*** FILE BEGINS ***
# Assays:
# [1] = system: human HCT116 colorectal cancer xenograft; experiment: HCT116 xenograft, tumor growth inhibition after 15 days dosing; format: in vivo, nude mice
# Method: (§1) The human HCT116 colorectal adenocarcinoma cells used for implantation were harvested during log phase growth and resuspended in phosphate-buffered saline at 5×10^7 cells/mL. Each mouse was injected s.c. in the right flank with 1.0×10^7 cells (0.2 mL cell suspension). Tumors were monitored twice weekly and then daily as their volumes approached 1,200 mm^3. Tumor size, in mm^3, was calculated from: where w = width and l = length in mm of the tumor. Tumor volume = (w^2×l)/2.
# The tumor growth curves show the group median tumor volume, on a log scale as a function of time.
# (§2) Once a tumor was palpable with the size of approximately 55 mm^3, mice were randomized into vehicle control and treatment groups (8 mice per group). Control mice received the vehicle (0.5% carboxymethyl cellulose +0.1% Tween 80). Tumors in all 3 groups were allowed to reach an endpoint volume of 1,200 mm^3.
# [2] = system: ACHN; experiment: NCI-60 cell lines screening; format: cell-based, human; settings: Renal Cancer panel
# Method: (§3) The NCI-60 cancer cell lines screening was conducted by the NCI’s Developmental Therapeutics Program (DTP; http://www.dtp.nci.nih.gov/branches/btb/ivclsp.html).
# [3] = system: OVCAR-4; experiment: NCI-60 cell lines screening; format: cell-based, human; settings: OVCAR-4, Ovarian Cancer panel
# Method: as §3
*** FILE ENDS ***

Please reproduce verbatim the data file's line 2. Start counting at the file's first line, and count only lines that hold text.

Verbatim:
# [1] = system: human HCT116 colorectal cancer xenograft; experiment: HCT116 xenograft, tumor growth inhibition after 15 days dosing; format: in vivo, nude mice